Dr. Adam Bryan says he has wanted to own an eye doctor practice in the town where he lives since he was 12 years old.
His dream never wavered.
For the past two years, Bryan and his wife, Dr. Kristy Tart-Bryan, have been overseeing construction of their new office building in Holly Springs. Last month, Carolina Family Vision moved from its rental space down the street to the 4,500-square-foot space.
“We closed the old office Friday afternoon and reopened Tuesday morning,” Kristy said. “December is our busiest month and I had been worried we would lose more time.”
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The Bryans settled in Holly Springs in 2009 after extensive research. “Holly Springs needed another eye doctor,” said Kristy, 35. “At the time we opened, there was only one in town. We received such a warm reception when we opened.”
The couple met at the Southern College of Optometry in Memphis, Tennessee, in 2001. After they married, they moved to Kristy’s home state of North Carolina.
“It was part of the pre-nup,” she jokes. Adam Bryan, 36, is from Illinois.
For several years, they worked at practices in the Fayetteville area before moving to Holly Springs.
“The first year was tough,” Adam said of the days after opening Carolina Family Vision. “We would come home and wonder how we were going to pay the bills.”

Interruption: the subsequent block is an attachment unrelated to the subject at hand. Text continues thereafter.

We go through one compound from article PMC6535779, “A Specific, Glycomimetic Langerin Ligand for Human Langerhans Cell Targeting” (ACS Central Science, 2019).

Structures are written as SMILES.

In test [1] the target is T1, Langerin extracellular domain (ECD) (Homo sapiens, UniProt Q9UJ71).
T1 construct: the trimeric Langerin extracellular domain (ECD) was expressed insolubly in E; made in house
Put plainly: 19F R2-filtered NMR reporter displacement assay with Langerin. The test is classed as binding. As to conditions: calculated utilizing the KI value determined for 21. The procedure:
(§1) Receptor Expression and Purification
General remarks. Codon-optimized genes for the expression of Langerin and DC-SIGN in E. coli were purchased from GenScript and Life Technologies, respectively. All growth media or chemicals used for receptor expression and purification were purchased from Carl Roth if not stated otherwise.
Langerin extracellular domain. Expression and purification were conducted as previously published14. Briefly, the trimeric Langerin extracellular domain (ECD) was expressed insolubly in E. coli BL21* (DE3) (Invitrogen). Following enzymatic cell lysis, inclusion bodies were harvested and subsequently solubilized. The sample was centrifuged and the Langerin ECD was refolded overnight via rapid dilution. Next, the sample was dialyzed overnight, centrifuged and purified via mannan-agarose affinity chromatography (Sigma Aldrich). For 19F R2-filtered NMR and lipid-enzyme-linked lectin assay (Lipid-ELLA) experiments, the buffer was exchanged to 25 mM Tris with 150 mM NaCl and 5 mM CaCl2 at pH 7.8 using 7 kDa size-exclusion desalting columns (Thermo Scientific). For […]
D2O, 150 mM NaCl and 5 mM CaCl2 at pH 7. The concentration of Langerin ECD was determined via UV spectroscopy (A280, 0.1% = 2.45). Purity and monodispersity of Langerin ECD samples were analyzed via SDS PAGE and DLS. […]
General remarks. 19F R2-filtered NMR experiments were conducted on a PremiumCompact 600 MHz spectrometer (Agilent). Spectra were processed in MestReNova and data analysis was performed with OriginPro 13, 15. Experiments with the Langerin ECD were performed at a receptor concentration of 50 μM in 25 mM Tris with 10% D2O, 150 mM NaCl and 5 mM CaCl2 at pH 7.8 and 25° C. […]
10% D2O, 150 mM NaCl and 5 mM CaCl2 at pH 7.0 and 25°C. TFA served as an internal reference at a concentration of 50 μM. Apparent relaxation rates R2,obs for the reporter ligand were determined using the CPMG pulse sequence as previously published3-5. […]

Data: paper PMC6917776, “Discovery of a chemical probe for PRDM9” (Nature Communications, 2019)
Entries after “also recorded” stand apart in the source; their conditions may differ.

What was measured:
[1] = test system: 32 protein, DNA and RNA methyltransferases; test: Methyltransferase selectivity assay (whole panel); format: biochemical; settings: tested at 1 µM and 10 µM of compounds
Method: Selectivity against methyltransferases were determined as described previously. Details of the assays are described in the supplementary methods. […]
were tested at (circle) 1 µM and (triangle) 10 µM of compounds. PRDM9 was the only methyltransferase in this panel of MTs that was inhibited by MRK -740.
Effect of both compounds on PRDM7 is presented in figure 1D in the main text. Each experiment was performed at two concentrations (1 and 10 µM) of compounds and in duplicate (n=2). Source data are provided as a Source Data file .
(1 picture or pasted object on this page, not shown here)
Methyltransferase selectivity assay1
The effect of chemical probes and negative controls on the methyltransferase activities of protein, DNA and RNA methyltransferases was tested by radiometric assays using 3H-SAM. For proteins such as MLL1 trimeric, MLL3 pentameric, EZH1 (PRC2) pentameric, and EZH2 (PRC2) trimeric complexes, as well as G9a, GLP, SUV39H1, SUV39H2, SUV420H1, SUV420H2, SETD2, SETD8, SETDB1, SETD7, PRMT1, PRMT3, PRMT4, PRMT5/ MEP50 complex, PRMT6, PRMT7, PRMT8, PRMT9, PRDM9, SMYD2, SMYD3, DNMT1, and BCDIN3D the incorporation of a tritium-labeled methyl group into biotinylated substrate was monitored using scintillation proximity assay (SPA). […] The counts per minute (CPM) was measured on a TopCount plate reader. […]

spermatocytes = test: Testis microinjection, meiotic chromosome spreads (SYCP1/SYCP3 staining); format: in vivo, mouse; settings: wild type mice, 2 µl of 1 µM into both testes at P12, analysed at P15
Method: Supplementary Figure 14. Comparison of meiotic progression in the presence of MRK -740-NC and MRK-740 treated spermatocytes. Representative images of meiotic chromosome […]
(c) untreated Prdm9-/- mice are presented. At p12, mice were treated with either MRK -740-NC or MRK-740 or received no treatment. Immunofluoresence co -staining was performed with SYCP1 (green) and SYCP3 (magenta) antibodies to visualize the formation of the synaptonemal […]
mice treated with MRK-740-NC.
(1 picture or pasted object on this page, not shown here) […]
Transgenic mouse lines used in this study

Both doctors continued to work external jobs while getting their own practice off the ground. They had rented office space off Avent Ferry Road and said it was a good decision.
“The location in this development was instrumental in attracting people,” Adam said. “This is a great end of town.
“When we signed our lease, this was a pasture, and the only thing here was a sign saying there was a Harris Teeter coming soon. One of the best decisions we made was picking this spot.”
The opportunity to purchase land in the same retail area was the realization of their dream.
“It was a statement to the community of our commitment,” Adam said. “We are here to take care of you and not just for a five-year lease.”
The past year was consumed with construction of their building, he said. They ran into problems with the soil that delayed work and increased costs.
In the end, it was worth it, they say.
“This is our forever home,” Adam said. “We live here, our kids go to school here. Every time we go out, we see patients we know.
“We think we made a good choice.”